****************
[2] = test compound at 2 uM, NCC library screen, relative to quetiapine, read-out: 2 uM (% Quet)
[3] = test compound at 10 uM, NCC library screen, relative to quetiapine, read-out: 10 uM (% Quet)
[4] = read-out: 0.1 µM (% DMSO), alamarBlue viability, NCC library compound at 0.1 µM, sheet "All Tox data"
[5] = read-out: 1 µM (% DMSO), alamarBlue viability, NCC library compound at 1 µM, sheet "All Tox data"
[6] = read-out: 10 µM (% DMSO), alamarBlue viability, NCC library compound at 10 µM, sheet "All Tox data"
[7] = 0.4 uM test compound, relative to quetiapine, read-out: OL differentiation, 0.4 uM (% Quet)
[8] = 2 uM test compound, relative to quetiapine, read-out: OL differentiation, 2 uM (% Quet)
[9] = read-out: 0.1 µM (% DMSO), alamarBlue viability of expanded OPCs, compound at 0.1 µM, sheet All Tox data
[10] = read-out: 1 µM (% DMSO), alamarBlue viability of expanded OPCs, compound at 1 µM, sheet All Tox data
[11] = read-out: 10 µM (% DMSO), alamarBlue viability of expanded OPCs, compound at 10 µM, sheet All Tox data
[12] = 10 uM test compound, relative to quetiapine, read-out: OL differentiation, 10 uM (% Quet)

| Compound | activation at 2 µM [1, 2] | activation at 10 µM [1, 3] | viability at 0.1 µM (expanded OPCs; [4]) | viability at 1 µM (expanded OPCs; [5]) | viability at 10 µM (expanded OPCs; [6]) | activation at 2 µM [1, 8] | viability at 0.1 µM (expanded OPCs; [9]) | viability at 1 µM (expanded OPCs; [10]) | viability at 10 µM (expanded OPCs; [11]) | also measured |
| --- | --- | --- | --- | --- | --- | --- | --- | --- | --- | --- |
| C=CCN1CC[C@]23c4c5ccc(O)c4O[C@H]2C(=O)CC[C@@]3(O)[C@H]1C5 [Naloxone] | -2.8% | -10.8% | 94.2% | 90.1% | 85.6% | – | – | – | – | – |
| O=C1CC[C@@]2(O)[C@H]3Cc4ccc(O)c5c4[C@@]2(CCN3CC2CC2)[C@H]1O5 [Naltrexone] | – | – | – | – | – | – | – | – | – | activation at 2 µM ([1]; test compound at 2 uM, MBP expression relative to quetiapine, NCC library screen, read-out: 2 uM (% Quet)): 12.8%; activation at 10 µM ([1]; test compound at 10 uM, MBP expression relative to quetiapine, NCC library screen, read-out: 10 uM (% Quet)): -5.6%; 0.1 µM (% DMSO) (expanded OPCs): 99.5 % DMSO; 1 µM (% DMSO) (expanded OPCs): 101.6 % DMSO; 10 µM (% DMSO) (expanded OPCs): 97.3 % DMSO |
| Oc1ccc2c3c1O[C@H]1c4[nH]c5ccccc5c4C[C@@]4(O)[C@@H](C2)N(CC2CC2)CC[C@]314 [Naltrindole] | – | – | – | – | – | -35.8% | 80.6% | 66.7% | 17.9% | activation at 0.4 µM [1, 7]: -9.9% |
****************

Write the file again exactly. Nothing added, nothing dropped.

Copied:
[2] = test compound at 2 uM, NCC library screen, relative to quetiapine, read-out: 2 uM (% Quet)
[3] = test compound at 10 uM, NCC library screen, relative to quetiapine, read-out: 10 uM (% Quet)
[4] = read-out: 0.1 µM (% DMSO), alamarBlue viability, NCC library compound at 0.1 µM, sheet "All Tox data"
[5] = read-out: 1 µM (% DMSO), alamarBlue viability, NCC library compound at 1 µM, sheet "All Tox data"
[6] = read-out: 10 µM (% DMSO), alamarBlue viability, NCC library compound at 10 µM, sheet "All Tox data"
[7] = 0.4 uM test compound, relative to quetiapine, read-out: OL differentiation, 0.4 uM (% Quet)
[8] = 2 uM test compound, relative to quetiapine, read-out: OL differentiation, 2 uM (% Quet)
[9] = read-out: 0.1 µM (% DMSO), alamarBlue viability of expanded OPCs, compound at 0.1 µM, sheet All Tox data
[10] = read-out: 1 µM (% DMSO), alamarBlue viability of expanded OPCs, compound at 1 µM, sheet All Tox data
[11] = read-out: 10 µM (% DMSO), alamarBlue viability of expanded OPCs, compound at 10 µM, sheet All Tox data
[12] = 10 uM test compound, relative to quetiapine, read-out: OL differentiation, 10 uM (% Quet)

| Compound | activation at 2 µM [1, 2] | activation at 10 µM [1, 3] | viability at 0.1 µM (expanded OPCs; [4]) | viability at 1 µM (expanded OPCs; [5]) | viability at 10 µM (expanded OPCs; [6]) | activation at 2 µM [1, 8] | viability at 0.1 µM (expanded OPCs; [9]) | viability at 1 µM (expanded OPCs; [10]) | viability at 10 µM (expanded OPCs; [11]) | also measured |
| --- | --- | --- | --- | --- | --- | --- | --- | --- | --- | --- |
| C=CCN1CC[C@]23c4c5ccc(O)c4O[C@H]2C(=O)CC[C@@]3(O)[C@H]1C5 [Naloxone] | -2.8% | -10.8% | 94.2% | 90.1% | 85.6% | – | – | – | – | – |
| O=C1CC[C@@]2(O)[C@H]3Cc4ccc(O)c5c4[C@@]2(CCN3CC2CC2)[C@H]1O5 [Naltrexone] | – | – | – | – | – | – | – | – | – | activation at 2 µM ([1]; test compound at 2 uM, MBP expression relative to quetiapine, NCC library screen, read-out: 2 uM (% Quet)): 12.8%; activation at 10 µM ([1]; test compound at 10 uM, MBP expression relative to quetiapine, NCC library screen, read-out: 10 uM (% Quet)): -5.6%; 0.1 µM (% DMSO) (expanded OPCs): 99.5 % DMSO; 1 µM (% DMSO) (expanded OPCs): 101.6 % DMSO; 10 µM (% DMSO) (expanded OPCs): 97.3 % DMSO |
| Oc1ccc2c3c1O[C@H]1c4[nH]c5ccccc5c4C[C@@]4(O)[C@@H](C2)N(CC2CC2)CC[C@]314 [Naltrindole] | – | – | – | – | – | -35.8% | 80.6% | 66.7% | 17.9% | activation at 0.4 µM [1, 7]: -9.9% |